So I Googled “ Best tripod for an iPhone”
If you’ve ever filmed with an iPhone or lived in Scotland, the natural light is not great in winter.
A lot of YouTubers were talking about their ‘rig” or what they use to produce content.
There must be over 1000 mentions of portable lighting on YouTube videos.
Bugger it, I’ll Google “Best portable light for an iPhone”
Best search queries have commercial intention
I redesigned my ex wife’s website a few weeks ago.
I looked for some opportunities for her.
One opportunity was the search for “best gel polish brands”
Since she applies gel polish onto customers nails, ranking for this opportunity makes sense.
Firstly, there are 2800 searches a month and keyword difficulty is low.
So a good chance to pick up traffic from Google.
Secondly, this is a great piece of content she could share socially to demonstrate her product knowledge and expertise.
Third, if other people in the industry or the brands find her page, there’s a chance they’ll link to it.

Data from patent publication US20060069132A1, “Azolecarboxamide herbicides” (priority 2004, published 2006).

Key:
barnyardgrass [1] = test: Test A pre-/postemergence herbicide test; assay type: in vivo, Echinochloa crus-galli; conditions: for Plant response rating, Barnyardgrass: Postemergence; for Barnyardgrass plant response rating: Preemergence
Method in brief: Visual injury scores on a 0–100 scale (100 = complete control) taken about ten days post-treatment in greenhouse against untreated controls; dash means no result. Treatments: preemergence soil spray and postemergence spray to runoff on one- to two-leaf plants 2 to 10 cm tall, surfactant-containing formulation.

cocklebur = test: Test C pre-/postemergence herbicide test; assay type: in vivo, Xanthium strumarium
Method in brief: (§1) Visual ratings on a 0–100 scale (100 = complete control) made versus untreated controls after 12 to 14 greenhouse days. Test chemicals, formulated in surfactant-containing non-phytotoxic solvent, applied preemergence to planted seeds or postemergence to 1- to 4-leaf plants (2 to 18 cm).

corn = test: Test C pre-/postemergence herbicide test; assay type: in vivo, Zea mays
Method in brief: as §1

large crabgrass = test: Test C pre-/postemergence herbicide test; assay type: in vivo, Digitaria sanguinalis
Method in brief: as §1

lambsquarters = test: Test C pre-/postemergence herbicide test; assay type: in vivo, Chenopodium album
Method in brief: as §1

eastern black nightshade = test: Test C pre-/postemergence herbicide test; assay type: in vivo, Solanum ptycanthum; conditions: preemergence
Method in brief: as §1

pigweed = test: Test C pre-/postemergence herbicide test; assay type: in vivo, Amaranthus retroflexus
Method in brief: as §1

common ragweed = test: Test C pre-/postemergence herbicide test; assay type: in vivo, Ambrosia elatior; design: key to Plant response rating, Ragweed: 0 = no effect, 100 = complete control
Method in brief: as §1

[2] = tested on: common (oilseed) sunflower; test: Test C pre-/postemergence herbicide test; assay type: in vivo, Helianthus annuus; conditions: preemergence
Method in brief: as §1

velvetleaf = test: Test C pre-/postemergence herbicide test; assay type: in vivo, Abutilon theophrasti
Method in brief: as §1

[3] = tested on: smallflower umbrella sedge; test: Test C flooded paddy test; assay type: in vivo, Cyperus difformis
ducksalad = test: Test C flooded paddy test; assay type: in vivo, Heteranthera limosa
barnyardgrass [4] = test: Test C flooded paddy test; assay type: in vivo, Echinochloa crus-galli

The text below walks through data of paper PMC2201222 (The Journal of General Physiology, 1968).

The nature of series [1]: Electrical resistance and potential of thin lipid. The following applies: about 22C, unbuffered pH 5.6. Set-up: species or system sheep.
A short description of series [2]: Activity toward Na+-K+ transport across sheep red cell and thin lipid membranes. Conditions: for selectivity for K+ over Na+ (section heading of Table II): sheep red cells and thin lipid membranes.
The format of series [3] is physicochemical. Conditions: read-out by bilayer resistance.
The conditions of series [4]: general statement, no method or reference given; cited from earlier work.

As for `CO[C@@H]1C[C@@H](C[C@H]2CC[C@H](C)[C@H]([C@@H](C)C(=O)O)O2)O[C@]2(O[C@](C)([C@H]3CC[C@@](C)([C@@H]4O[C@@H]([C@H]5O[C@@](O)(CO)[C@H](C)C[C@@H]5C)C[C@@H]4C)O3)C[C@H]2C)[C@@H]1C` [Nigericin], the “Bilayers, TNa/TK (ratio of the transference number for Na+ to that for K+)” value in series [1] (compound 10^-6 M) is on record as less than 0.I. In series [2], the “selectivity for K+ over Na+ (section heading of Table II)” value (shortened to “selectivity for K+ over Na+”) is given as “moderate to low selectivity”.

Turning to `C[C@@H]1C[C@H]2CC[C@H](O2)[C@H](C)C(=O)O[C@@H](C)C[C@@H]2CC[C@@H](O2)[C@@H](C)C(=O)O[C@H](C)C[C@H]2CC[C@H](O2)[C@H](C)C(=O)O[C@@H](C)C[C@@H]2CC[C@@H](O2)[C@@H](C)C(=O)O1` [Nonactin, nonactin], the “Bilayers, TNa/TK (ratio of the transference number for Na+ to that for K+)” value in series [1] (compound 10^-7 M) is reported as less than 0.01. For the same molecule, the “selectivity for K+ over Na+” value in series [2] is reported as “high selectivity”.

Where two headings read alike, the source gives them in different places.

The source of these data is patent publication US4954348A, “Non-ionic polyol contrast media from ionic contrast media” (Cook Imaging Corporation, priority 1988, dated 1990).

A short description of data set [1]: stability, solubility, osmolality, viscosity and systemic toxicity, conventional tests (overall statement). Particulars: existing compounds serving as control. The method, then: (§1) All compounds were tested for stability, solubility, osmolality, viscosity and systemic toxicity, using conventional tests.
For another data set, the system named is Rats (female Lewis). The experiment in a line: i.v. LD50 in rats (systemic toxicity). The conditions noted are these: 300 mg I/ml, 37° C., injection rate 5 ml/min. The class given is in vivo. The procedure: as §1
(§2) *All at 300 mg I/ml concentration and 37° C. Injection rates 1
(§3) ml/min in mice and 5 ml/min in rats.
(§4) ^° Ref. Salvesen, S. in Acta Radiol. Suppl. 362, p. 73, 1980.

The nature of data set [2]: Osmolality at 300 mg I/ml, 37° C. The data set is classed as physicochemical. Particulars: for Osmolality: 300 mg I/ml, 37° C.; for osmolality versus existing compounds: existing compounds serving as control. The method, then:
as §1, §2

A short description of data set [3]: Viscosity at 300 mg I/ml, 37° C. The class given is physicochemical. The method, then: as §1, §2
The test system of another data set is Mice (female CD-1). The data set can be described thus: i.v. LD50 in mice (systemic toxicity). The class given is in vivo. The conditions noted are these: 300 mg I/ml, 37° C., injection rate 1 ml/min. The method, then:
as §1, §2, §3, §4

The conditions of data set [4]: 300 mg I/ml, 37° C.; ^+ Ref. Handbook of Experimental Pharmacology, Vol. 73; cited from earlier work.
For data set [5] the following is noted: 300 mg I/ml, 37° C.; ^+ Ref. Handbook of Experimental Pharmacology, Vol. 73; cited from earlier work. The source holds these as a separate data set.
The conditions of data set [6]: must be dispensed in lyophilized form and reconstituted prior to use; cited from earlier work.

The end result being a page with a better chance of ranking high and more organic traffic.
2. What Questions Do People ask?
I can take any keyword and find out the questions people have relating to that seo topic.
For fun, I wanted to see what questions people in America had when they searched for “Scotland”.
I was surprised to find out that over 1400 people in the USA a month search “what language is spoken in Scotland”.
Just because you know the answer never assume prospective customers know the answer.
Do you know the currency of Croatia without Googling it ?
Well neither did I until my son planned a holiday there last year.
Key questions and answers around a topic form an ideal way to earn traffic to your website.
If you don’t research the questions people have, you won’t know what answers to create.
And you’ll miss out on potential traffic.
3. Pinch queries from bloggers in your niche
When I am stuck, I’ll search Google and look for bloggers or magazines in my industry.
eg: google “marketing blog uk”.
Then I will review what they are writing about.
It’s very easy to get caught up in your own little world.
Can’t see the woods from the trees !
I just looked at marketing donut – a marketing resource website.
I looked at their top ranked pages.
The topics they rank best for are :
- Getting started with LinkedIn
- Writing a press release
- Marketing Strategy
- 10 Ways to build a brand
I do not write content about any of those topics.
Could I ?
Absolutely no problem.
Why haven’t I pinched these topics or keywords from bloggers in my niche ?